• We must avoid subsidised nuclear electricity. The lead times are too long, the technology to cumbersome with too many long term risks and will result in a half century of outlay to benefit not the Welsh people but foreign capital.

  • The best answer must surely lie in saving and mix of renewable sources.

In my second article I will consider the potential and problems with each source of the renewable electricity and heat source and the vexed issue of balancing supply and demand on a second by second and seasonal basis.

Gareth Wyn Jones is Professor Emeritus of Bangor University.

9 thoughts on “The Energy Conundrum

  1. Thanks Gareth for enunciating some of the options. However, you note that “we must avoid being sidetracked by fracking which simply delays a coherent answer.” The opposite is surely the case. Fracking provides reliable, long term solutions and would elevate Wales into the realm of a major energy producer – anybody remember the days of coal? The people of Wales, and Welsh Government in particular, have to get real on a number of issues – shale gas extraction being one.

  2. A very good article which makes important points. I think GWJ displays some deep green versus green bias though. Is carbon capture really more difficult and costly than, say, tidal stream technology? It is hard to make predictions about future technological change and I suspect this judgement owes more to GWJ’s aversion to any use of fossil fuels than to evidence. Similarly nuclear in geologically and politically stable region can’t really be nixed by talk of Fukishima or ISIS. So long as it stops carbon emissions, use whatever works.

  3. Like Gareth I have been convinced about Global Warming for a very long time(I joined FOE in 1972) . The Science is clear, its the Politics and Economics that is difficult. Yes the atmosphere is a common resource and there in lies the tragic problem. If we in Wales and Europe use less fossil fuel its price drops which only makes it more attractive to others. When carbon intensive industries are dissuaded to locate here but can manufacture elsewhere and we then import their products; how does the earth gain?
    There is no world government and even if there were it would need dictatorial powers to prevent people seeking short term gains. The only possible answer ,short of a catastrophic solution, is that low cost renewable technologies will make harder to extract fossil fuels too expensive to burn.

  4. If today we stop digging up and burning the world’s carbon stores – which make the planet habitable – it is still probable that we have already set in chain long term climate change that will make life very difficult for future generations. The only reason why I have not put ‘impossible’ in lieu of ‘difficult’ in the above sentence is that mankind is unlikely to dig up all the carbonates (principally limestones) that form a major part of the world’s carbon storage systems. The current reality of our abuse of the planet is that we are 100% dependent on fluid fossil fuels for land transport, have no alternative in development, and such things as electric trains are irrelevant, even if they were more thermally efficient than diesel ones, which they are not.

    Whilst we could, and should, move quickly to low energy input renewable systems for industry and domestic use, and there are many technologies under active development that could deliver this quickly, we use getting on for 40% of our total energy supply (and 75% of fluid fossil fuels) on land transport. We might squeeze (in the UK overall) 40TWh out of the grid to fuel electric cars, but if we do, a) it will only address about 5% of the problem, b) if powered by fossil fuel power stations lead to an increase in overall emissions, and c) do nothing about any of the other problems the motor vehicle presents us with.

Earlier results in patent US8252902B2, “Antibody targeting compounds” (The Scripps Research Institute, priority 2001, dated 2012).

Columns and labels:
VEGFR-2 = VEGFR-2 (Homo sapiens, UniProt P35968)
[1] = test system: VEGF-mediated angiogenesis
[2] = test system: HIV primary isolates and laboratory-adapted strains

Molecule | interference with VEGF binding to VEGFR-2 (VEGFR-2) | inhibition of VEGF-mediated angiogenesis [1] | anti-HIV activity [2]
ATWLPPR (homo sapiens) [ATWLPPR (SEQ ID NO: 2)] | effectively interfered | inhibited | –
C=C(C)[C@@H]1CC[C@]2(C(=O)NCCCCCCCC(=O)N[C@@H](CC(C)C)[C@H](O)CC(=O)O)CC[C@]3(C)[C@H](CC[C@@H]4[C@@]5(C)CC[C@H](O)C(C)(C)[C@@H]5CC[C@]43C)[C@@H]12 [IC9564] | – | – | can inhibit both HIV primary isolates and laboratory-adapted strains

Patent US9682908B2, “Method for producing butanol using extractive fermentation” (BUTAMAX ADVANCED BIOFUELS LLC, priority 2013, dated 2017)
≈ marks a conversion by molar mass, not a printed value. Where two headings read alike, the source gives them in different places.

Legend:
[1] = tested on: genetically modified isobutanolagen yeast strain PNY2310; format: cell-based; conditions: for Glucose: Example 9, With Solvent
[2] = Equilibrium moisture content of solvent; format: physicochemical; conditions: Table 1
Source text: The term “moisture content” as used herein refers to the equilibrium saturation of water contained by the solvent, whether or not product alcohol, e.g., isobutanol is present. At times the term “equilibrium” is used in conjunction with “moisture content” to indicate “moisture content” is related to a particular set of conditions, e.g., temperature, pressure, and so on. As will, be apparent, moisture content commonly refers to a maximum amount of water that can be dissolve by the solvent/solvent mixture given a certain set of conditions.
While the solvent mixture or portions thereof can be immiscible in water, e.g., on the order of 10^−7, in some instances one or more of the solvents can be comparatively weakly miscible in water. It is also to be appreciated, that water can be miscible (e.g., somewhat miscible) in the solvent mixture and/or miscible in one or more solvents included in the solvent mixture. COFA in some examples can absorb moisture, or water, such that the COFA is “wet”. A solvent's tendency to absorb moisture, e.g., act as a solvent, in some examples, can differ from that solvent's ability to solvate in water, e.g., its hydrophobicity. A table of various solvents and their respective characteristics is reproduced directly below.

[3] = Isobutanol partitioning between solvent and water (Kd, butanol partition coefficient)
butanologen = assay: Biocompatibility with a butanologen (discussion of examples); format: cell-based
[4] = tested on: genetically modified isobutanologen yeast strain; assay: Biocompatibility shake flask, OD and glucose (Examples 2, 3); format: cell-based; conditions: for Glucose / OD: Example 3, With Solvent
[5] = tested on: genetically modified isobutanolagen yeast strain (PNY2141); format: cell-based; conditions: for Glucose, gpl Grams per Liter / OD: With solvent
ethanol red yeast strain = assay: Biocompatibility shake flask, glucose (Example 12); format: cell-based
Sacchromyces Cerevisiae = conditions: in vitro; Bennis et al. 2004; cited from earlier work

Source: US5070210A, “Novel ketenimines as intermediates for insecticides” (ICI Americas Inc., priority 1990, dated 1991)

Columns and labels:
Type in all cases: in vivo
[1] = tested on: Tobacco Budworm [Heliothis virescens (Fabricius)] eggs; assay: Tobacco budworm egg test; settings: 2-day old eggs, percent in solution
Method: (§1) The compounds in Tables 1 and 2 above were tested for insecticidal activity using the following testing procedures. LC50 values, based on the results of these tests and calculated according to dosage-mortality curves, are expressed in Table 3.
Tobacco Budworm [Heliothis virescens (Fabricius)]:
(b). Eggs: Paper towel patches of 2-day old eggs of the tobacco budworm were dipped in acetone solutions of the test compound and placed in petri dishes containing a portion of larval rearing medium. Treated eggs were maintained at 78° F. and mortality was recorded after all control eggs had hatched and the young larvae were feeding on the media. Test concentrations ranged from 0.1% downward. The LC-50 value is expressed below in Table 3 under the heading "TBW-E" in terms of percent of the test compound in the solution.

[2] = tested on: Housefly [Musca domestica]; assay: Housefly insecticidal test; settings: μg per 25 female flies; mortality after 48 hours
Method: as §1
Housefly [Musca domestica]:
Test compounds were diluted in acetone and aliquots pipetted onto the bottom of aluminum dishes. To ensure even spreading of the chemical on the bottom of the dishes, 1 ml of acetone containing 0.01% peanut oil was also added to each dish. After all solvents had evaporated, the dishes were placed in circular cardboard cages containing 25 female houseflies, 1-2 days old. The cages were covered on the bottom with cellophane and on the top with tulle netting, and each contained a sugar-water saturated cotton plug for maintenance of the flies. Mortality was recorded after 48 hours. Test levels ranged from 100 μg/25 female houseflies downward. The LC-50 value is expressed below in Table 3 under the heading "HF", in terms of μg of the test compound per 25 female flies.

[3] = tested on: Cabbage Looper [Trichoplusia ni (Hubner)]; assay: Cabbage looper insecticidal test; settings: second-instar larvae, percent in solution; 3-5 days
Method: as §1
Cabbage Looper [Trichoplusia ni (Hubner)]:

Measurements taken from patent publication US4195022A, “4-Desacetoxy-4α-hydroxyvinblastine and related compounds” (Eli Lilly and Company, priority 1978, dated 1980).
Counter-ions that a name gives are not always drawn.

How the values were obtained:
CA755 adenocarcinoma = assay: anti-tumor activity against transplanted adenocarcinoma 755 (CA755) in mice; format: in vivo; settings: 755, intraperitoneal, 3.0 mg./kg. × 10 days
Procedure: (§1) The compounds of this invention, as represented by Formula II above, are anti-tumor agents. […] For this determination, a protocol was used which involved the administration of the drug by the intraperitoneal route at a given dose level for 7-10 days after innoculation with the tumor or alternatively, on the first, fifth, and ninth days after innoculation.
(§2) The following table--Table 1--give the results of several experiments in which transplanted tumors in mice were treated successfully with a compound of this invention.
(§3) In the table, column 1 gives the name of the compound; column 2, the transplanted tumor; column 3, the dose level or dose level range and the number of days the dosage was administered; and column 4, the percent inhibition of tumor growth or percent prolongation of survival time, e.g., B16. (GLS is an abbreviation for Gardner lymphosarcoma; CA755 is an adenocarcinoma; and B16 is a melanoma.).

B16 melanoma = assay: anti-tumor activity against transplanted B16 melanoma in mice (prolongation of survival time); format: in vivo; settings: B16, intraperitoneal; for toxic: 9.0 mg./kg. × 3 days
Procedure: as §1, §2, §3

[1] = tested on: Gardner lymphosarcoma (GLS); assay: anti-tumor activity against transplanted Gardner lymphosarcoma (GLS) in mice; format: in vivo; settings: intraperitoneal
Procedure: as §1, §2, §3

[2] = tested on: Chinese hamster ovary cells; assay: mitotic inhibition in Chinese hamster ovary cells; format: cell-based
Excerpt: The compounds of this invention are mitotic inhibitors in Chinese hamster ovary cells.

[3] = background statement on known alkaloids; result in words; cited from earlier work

Current UK government thinking, if it can be called that, it focused on increasing transport emissions – Heathrow, smart motorways (the ultimate oxymoron?), more motorways (Newport M4 duplication), HS2 (which will need a new nuclear power station all for itself), Crossrail 1 and 2 for Londoners only…

    Land transport is the key to cutting carbon emissions; it we don’t even try on this front (and currently we are not trying at all), then everything else we do is going to fail to achieve the objective of a low carbon future. We need new thinking in land transport, such as Second Generation Rail, where we cut emissions by 99%+, move to renewables as the prime mover, and can afford to give everyone access, not just a privelidged, subsidised affluent few.

    And in Wales? Well, the Assembly just passed on an opportunity to stop opencast coal mining, where total carbon emissions are many times the actual amount of coal extracted and last for centuries. Like Thursday’s Child, it seems we have far to go if our current set of politicians are in possession of the torch of progress. Taking it out of the bucket of water, drying it, applying a match, and holding it where we can see where we are going would be a start. Doing more of the same makes matters worse, not better.

  5. Jack, Gareth is right to state that fracking can’t be part of the answer. The evidence is in a report written specifically on the climate change impacts of shale gas by DECC Paragraphs 88-89 of that report make it very clear that shale gas can’t contribute to decarbonisation unless it’s accompanied by:
    – Carbon capture and storage (which despite R Tredwyn’s aspirations, has zero prospect of being available at scale and on a timescale which is useful for the massive decarbonisation we need)
    – ‘Negative emissions technologies’ such as “artificial trees”. Good luck with that.
    – Leaving other fossil fuels in the ground that would otherwise have been used.

  6. Hi all,

    Gareth has asked me to post his response to these comments, which you’ll be able to see below:

    My dismissal of fracking is based on hard numbers not sentiment. The best available evidence e.g Nicolas Stern,Kevin Anderson, indicates we need to reduce our global GHG emissions from about 7 tonnes CO2 equivalent per head [CO2e] currently to 1.5 to 2 tonnes per head CO2e by about 2040 to avoid very serious trouble. (The Welsh and UK per head emissions are well above 7 tonnes). Data from the UN Food and Agriculture Organization show that the global food chain is the source of some 25% of our emissions i.e. about 1.75 tonnes per head. Even this is an underestimate as it omits many processes e.g industrial nitrogen fertilizer production, that are vital to our food supply. Feeding the growing human population is an international priority and any medium-term emissions strategy must take this into account. While significant cuts are possible [see our 2010 Report to WG on “Land use and Climate Change] the food chain will become, proportionally, an increasing contributor to emissions [N20, CH4 as well as CO2].